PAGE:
“What do you mean that you cannot hear vampires except on rare occasions? How rare?” I asked, turning to look at her so that I would see any signs of deception.
She smiled up at me.
“I know what you’re doing,” she commented. “You’re trying to read my expression so that you’ll know if I’m telling the truth—but you saw me bluff Bill. So—no matter what you see—you’re going to wonder if I’m tellin’ the truth.”
“I am much more perceptive than Compton,” I stated flatly.
“No doubt,” she agreed. “But you can’t glamour me, so you won’t be one hundred percent sure—unless . . . .”
“Unless?” I asked, feeling my eyebrow rise with the question.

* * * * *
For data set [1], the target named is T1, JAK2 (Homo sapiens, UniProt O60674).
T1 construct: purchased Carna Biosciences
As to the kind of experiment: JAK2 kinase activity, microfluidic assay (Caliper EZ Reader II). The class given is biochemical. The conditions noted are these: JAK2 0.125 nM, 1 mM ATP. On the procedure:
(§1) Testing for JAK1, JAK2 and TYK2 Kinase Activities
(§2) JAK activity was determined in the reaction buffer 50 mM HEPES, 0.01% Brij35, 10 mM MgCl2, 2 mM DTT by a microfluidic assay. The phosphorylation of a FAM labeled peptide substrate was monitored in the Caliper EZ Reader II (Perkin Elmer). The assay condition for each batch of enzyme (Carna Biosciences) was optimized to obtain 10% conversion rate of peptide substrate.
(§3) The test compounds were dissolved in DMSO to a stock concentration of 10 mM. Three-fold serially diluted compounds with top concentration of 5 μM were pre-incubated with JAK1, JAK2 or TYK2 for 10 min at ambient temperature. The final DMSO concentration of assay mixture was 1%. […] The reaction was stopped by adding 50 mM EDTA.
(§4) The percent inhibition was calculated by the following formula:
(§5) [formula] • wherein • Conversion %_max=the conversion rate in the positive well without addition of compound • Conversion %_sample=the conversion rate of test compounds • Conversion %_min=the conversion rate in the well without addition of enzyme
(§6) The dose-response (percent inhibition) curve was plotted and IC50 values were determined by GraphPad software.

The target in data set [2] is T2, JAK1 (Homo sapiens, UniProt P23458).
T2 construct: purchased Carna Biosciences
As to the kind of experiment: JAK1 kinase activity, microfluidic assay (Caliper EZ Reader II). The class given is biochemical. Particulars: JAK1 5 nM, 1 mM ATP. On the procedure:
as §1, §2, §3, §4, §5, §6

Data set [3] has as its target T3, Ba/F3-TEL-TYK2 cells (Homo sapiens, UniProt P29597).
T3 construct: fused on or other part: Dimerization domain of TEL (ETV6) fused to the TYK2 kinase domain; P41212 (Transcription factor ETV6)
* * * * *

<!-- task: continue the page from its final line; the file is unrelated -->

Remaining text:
She took a deep breath. “There’s a way for you to know I’m telling the truth—with no doubt.”
“What way?” I asked, stepping toward her—invading her personal space.
Like before, she stood her ground. In fact, she seemed to move an inch closer to me—as if she were being drawn in.
“If you want, we can exchange blood so you can sense any dishonesty in me. Or you can just take my word for it.” She smirked. “I will never lie to you, Eric, though I might not always tell you the whole truth,” she added with a giggle.
Her statement sounded like something I would say.
I’d not exchanged my blood with a human since I’d made Pam, yet the thought of doing so with the relative stranger in front of me had an uncontrollable effect on my body. My fangs had extended even before she’d finished her offer. And—as she’d giggled mischievously—my cock had “extended” as well.
I inhaled deeply. Sookie Stackhouse smelled fucking divine! My nostrils flared as I tried to place what her scent reminded me of.